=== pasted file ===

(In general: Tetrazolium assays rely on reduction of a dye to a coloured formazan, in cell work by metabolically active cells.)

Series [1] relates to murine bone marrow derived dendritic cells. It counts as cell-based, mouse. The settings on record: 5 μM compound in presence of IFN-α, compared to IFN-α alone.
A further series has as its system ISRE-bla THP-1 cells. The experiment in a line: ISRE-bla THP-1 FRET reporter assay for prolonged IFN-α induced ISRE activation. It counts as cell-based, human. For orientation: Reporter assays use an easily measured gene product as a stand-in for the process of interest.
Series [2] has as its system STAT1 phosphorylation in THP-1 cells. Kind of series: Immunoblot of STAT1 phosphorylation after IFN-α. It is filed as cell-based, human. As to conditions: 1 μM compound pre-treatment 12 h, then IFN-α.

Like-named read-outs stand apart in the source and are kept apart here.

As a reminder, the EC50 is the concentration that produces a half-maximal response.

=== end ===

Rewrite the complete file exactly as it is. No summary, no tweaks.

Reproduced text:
(In general: Tetrazolium assays rely on reduction of a dye to a coloured formazan, in cell work by metabolically active cells.)

Series [1] relates to murine bone marrow derived dendritic cells. It counts as cell-based, mouse. The settings on record: 5 μM compound in presence of IFN-α, compared to IFN-α alone.
A further series has as its system ISRE-bla THP-1 cells. The experiment in a line: ISRE-bla THP-1 FRET reporter assay for prolonged IFN-α induced ISRE activation. It counts as cell-based, human. For orientation: Reporter assays use an easily measured gene product as a stand-in for the process of interest.
Series [2] has as its system STAT1 phosphorylation in THP-1 cells. Kind of series: Immunoblot of STAT1 phosphorylation after IFN-α. It is filed as cell-based, human. As to conditions: 1 μM compound pre-treatment 12 h, then IFN-α.

Like-named read-outs stand apart in the source and are kept apart here.

As a reminder, the EC50 is the concentration that produces a half-maximal response.